“Rick Berman, the executive producer of Star Trek, knew how important Reading Rainbow was. He had produced children’s television himself before Star Trek. Rick Berman produced a show called The Big Blue Marble.”
Burton said that Berman was responsible for allowing the 'Reading Rainbow' crew to film an episode on the 'Star Trek' set.
They were the first camera crew allowed on the closed set, giving young fans an exclusive look at Burton’s second job–which also happened to be one of the most popular shows on television at the time.
“Berman knew the power of Reading Rainbow and the kind of storytelling we were sharing with kids. And he was very much in favor of it.”
The educational television landscape has changed drastically since 'The Next Generation' was on the air.
Gone are the days of Barney and Friends, Mr. Rogers’ Neighborhood, Arthur, and, of course, Reading Rainbow. As someone who grew up with PBS in the ’90s, I lamented how unsatisfying some of the current slate of children’s programming is when it comes to learning social skills and emotional intelligence. Burton said that what has made public television change was lack of financial support, a facet of the stark reality Reading Rainbow had to face throughout its run, particularly in the mid-to-late ’90s.
“Public television isn’t supported in the way it used to be, and so its mission has had to change, or the execution of its mission has had to change. They’ve had to become more commercial to keep the lights on,” he said. “And the content coming–there aren’t shows like Mr. Rogers and Reading Rainbow being developed these days. I think it’s a shame because there is a hole. I think there’s a hole in the television landscape and the programming that’s made for children that really is about enriching and enhancing the lives of children. That’s got to be the number one on your list of objectives. If the commercial aspect is anywhere above number two, then you’re not doing what it is I’m talking about.”
“I’m not saying that you can’t make a living doing public TV. But the primary motivation has to be to use the medium in the service of helping kids making their lives better [and] enriching their lives. And for me, that’s always been the point and the priority to use this very powerful medium, to do something that it’s absolutely perfectly suited to do. And we could do it every time if we cared that much about our kids,” he continued. “It’s not rocket science, it’s storytelling, you know what I’m saying? Of course, if it were simple, everybody could do it–it’s not that simple, it’s a very complex process. But it’s one that is full of artistic achievement and brilliant ideas that we need to continue to present to our kids to help them reach their full potential. That’s the kind of television I love making. Television that’s more than simply entertaining and really does bring something more to the table.”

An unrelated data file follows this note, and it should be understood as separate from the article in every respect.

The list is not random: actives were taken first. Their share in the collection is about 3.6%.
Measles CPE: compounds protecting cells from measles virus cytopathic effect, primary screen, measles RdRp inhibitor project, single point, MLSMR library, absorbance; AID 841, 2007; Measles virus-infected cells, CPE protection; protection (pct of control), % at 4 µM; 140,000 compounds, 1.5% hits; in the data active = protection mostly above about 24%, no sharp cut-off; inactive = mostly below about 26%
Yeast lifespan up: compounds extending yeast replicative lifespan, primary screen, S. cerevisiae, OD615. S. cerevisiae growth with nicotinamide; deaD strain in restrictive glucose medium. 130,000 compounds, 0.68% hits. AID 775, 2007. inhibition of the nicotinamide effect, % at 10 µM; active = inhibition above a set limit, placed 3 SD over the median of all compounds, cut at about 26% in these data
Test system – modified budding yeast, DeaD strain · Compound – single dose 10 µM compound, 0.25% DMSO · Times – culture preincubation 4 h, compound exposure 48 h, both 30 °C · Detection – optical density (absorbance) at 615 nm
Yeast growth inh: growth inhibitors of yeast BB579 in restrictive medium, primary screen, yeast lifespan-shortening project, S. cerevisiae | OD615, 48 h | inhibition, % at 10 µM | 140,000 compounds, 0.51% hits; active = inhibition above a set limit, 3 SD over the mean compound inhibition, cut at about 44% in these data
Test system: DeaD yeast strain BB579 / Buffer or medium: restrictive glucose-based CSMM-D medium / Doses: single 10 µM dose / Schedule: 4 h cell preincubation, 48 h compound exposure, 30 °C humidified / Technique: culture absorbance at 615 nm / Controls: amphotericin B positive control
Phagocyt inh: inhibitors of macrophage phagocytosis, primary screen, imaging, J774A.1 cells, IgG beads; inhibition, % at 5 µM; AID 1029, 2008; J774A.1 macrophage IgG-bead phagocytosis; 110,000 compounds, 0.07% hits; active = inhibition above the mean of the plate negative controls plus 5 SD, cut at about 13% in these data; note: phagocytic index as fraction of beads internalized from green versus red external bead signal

Burton hopes the programming he's creating with Osmo will continue his personal mission statement of creating entertainment that brings the spirit of education and intellectual exploration to today's children, who are now looking to tablets and other forms of new technology to learn about the world.
“A decade or so ago, this was unthinkable, actually using technology to teach kids how to read. And I think that we have a shot here to move the needle and reach the literacy gap at a very critical point.” he said. “If we can turn a kid who knows how to read into a reader for life, imagine the impact that we can have in a child’s life. If we teach them how to read by having fun…if we make that process of learning, how to read as enjoyable as we can for them, they can learn while they are not aware that they’re learning.”
“Make learning fun,” he continued. “We know that human beings respond really well to that as a strategy for learning and having a good time while doing it makes the information become a part of [a person] at a very deep level…You can’t have an informed populace unless you have an educated populace.”